Impressing the bikes

We were invited to perform at the opening of the Marin Bicycle Museum and Mountain Bike Hall of Fame over in Fairfax. We brought a mini basketball team and messed around for 45 minutes or so, got free lunch and beer, and then headed up to Camp Tamarancho to crash the Chainless downhill race on the flow trail.

Ricardo took first among the unis at 5:08, but didn’t succeed at his goal of beating at least one bike. Doing that might take someone willing to blast it in high gear (which is Totally Doable but freakin’ scary).

Anyway, because we started late we approached Endor from the counter-clockwise direction, which turns out to be fun and shorter than the whole loop, so now we have another way to enjoy Tamarancho. And we met a new rider, Ned, who lives over there and looks like he’ll be a great addition.

At the finish of the chainless race

At the finish of the chainless race

Blazing new territory

Ashley suggested that we go check out the new trail system at Crockett Hills. Jim Johnson, builder of Tamarancho, and the BTCEB have gotten permission to build singletrack trails through a park that’s mostly open grazing land (pockmarked and smelly, like most of the EBRPD grazing land), with a few nice oak groves to break up the heat.

It’s reasonably nice stuff for a big wheel, but it’s too smooth for real MUni. The first flow trail is fun, the second one not really worth the extra ride. Doing the first one twice is probably the winning move.

Unfortunately this place is going to be blazing hot in the summer, and unrideable in the winter because of clay soil. But it’s nice to have another option out there, especially since it’s the first time EBRPD has allowed any construction of cycle-legal singletrack on their land. (And they have a lot of land, more than any other agency in the East Bay.)

Chris and Dragon playing on the slope

Dragon and mustard

Ashley cresting the last hill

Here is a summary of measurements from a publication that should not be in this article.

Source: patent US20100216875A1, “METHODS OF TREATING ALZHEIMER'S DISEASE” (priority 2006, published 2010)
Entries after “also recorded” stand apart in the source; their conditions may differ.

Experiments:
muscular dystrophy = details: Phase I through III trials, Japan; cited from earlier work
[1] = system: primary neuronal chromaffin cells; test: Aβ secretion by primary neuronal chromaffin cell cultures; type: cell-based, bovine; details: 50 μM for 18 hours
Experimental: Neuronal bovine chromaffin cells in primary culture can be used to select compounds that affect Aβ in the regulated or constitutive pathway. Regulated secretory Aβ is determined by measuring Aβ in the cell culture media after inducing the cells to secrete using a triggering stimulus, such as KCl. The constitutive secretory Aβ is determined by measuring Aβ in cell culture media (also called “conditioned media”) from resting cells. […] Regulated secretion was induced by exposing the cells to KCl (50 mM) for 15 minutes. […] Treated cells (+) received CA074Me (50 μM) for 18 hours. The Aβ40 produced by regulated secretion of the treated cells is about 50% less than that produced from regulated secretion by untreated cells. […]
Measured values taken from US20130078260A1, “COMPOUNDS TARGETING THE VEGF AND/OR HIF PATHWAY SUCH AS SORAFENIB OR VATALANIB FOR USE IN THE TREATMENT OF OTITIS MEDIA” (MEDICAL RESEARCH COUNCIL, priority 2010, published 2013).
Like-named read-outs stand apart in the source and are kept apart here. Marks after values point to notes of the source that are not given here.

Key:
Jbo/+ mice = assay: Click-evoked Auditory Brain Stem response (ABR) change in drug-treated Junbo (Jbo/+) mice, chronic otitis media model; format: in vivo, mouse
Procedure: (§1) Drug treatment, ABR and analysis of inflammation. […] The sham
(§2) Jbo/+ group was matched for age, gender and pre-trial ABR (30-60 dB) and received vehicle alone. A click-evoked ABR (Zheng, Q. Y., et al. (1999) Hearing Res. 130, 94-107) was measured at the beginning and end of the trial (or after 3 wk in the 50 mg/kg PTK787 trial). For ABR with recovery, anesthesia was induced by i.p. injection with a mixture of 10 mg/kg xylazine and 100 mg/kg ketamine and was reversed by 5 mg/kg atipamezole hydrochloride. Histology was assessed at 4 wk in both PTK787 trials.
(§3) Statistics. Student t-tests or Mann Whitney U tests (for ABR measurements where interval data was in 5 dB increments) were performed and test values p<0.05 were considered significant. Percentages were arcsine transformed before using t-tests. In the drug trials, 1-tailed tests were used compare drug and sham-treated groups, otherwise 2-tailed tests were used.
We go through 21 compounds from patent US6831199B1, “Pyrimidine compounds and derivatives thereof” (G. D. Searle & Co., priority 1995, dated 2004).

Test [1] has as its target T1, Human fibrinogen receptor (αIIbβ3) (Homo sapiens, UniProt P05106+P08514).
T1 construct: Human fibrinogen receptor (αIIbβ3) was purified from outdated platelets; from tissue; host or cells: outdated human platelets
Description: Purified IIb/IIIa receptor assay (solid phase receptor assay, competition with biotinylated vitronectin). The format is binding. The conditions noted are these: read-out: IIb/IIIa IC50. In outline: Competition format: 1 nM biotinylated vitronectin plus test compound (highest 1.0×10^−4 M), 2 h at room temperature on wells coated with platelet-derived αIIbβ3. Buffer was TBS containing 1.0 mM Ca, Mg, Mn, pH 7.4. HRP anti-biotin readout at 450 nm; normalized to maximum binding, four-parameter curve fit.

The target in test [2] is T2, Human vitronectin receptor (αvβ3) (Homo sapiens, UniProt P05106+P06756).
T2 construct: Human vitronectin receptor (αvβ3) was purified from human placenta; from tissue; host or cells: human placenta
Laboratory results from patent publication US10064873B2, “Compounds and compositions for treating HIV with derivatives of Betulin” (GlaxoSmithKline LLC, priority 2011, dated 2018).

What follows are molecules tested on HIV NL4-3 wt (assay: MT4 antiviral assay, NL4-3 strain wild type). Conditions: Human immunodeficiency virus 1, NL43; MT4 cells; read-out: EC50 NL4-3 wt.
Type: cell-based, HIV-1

Oaktown, baby

It was good to get back to Joaquin Miller; looking back at my photos, training for Unipal took us to other, longer rides, so we’d only been there once in 2015. (How is that possible?)

There are a good number of changes since we were last there. The staircase by the old burned-down building has been rebuilt, with a switchback trail paralleling it (might be a nice connector from the bottom of Cinderella). Upper Palos Colorados is in the process of being re-routed into switchbacks as well, a process that looks like it will take quite a while, but we rode some bits of it.

Chaparral hasn’t changed, still the most fun trail in the park. The rocky sections gotten even a bit harder.

We got some mist that made for nice shots. Welcome home, guys!

Dragon on the drop

MUnis in the mist


Returning from Nepal

It’s taken a while to dig out from under the pile of memories and photographs I brought home from the Nepal trip, made all the more poignant by the devastating earthquake which struck just a few hours after the last of our group boarded her plane in Kathmandu. It had already been an intense trip before the connection to a disastrous event.

I’ve finished writing up my story of the trip:

I’m sure the seven other Bay Area folks who were there have their own sets of experiences to relate. We’ll hope to have a photo and story night at some point.

Balancing at the chorten

Chris on the bridge

Nathan in the snow

Ashley and Michelle

Ready or not

The end of our training series has arrived; one last trip to Tamarancho, one last climb up Iron Springs, one last blast through the Boneyard, and one last race down Endor. Followed, unfortunately, by one more climb back over the last ridge, which is easy to forget to remember until you have to do it.
Everyone did well, better than when we were here last, and that’s all you can hope for in a training series. Ashley and I are off to Nepal this week (along with other locals Nathan, Corbin, Michelle, Chris, Stefan, and Willie), and while it’s not really possible to simulate climbing a pass at over 18,000 feet, we did as much as we could to get prepared.